If you enjoy engineering and cutting edge electronics then Chrissee's role as a development engineer would be right up your street. She is helping to develop car safety systems. Find out more:
Job description: Chrissee is part of a worldwide team developing electronic sensors for the automotive industry. She's part of the team taking the sensors from design into prototyping and preparation for production.
Subjects studied: English, Maths R and D, Physics, Chemistry and Accounting.
Further training: Bachelor of Manufacturing/Chemical Engineering, Swinburne University of Technology (4.5 years); Certificate in Plastics Fundamentals, Swinburne (14 weeks); Masters in Product Design Innovation, Swinburne University of Technology (1.5 years - ongoing); German language, German Language Centre, Melbourne (ongoing).
Chrissee is part of a global team working on a new safety system for cars.
The Electronic Stability Program will help drivers remain in control when driving on slippery roads or when having to swerve suddenly to avoid an object.
"Although this will never compensate for people not driving carefully, I hope that products like this will become standard in all vehicles, making our roads safer," she says.
Chrissee is working on a crucial component for the program, the Steering Wheel Angle Sensor. The sensor is designed in Germany, but will be manufactured here in Australia.
"Much of my time is spent communicating and relaying information between Germany and Australia. Often I am in close contact with my German team trying to solve one-off design problems and helping to ensure that the design is suitable for mass production in the factory."
"About a third of my time is at the desk, another third on the production line, and the rest of my time is spent talking to people."
Exciting times for electronics in cars
Bosch is an exciting place to work as the company has a leading role in automotive electronics, and that's where the action is in automotive development.
"Electronics have revolutionised the car. And we've only just started - companies around the world are developing all sorts of new concepts - braking by wire, even steering by wire, and links to GPS systems so you never take a wrong turn. The numbers of moving parts in cars keeps getting smaller as electronics and sensors take their place".
"So I'm always learning something new, and I love being part of a team and solving problems. Technology is a fantastic environment. It's clean and I work in world class facilities using leading edge machinery - none of those dirty, depressing old 1940s machines that people sometimes associate with mass production manufacturing."
Opening the doors
Doing science subjects at school opened the door to a range of interesting opportunities for Chrissee. Keeping her options open, by doing a broad range of subjects at school and university, was a key factor.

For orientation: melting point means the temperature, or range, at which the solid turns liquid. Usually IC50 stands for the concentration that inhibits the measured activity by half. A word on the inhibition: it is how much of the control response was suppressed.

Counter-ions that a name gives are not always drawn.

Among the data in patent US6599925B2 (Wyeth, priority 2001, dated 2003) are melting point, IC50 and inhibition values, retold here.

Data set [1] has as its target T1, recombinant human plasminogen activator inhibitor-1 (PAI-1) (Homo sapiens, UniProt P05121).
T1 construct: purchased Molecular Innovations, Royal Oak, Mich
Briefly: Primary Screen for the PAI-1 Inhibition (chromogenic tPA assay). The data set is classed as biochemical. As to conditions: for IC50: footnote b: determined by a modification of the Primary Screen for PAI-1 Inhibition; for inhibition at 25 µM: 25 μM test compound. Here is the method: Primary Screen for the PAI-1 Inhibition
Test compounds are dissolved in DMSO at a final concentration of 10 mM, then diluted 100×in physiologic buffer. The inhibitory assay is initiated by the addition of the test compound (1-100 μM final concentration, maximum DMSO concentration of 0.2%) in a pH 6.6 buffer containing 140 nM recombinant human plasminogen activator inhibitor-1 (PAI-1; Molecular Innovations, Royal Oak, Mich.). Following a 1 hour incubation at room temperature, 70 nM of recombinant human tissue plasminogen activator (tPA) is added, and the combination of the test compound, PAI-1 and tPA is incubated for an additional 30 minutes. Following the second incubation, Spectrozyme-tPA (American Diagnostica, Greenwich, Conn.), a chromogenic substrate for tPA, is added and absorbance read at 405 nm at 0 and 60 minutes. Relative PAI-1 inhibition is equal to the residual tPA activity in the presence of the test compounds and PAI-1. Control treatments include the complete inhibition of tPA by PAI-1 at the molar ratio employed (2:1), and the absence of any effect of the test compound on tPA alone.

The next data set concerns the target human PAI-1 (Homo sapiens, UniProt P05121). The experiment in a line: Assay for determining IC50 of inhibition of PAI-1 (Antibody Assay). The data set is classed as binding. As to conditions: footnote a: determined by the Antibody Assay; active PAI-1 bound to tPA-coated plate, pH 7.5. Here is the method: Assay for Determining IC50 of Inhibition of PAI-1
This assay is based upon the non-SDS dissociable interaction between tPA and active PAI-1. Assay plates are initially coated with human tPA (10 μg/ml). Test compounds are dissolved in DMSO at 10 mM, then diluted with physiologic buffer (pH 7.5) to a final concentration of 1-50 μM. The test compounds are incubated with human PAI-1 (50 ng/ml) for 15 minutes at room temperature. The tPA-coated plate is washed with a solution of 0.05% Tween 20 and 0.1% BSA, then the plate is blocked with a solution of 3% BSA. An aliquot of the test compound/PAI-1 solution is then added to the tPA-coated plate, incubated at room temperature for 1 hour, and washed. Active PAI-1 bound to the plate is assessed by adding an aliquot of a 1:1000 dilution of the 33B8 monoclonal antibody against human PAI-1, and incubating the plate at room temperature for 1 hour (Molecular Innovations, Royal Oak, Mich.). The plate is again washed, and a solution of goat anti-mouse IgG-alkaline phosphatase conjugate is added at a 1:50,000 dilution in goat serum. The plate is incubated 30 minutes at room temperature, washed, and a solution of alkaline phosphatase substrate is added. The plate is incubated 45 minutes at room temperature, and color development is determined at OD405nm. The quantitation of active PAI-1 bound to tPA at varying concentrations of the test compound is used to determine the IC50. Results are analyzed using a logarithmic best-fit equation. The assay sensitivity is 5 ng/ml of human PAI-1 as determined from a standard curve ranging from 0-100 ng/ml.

Chrissee's engineering course included compulsory industry placements that opened her eyes to the potential of engineering. It included a year at a cement works in Tasmania, nine months at Visy Industries in Melbourne and a four-month traineeship at the Delft University of Technology in Holland. And she knows that finishing her course doesn't mean that she knows it all.
"These days, you have to accept that you will be learning all your life, and continuously studying. If you love your subject, that's no problem. Engineering is an exciting leading edge industry which makes you very employable."
Working for a global company like Bosch opens up opportunities for advancement and jobs around the world.
"At some stage I will go to Germany for some specialist training. In December this year I'm off to Detroit to speak on our Corporate Citizenship Program at a management meeting. I hope to be working overseas for at least three to five years in either Europe or America and I want to move into a management position."
Mechatronic engineers design and maintain machinery with electronic and computer control systems, such as aircraft, robots, motor vehicles, cameras, power generators and mining and chemical plant machinery.
Mechatronic engineers may perform the following tasks:
- Design, develop, maintain and manage high-technology engineering systems for the automation of industrial tasks
- Apply mechatronic or automated solutions to the transfer of material, components or finished goods
- Apply advanced electronic control systems, which are usually computer-driven
- Design and assist in the manufacture of consumer products, such as cameras and video recorders
- Apply electronic and mechanical processes and computers to tasks where the use of human labour may be dangerous (e.g. underwater exploration, mining or forestry)
- Carry out studies into the feasibility, costs implications and performance benefits of new mechatronic equipment
- Enjoy technical and engineering activities
- Good communication skills
- Able to work as part of a team
- Able to think creatively and problem solve
- Interested in mechanical equipment, such as robotic and production equipment, physics and mathematics.
Find out more about this career path at myfuture.edu.au (new window) (Note: free registration is required to access the myfuture site).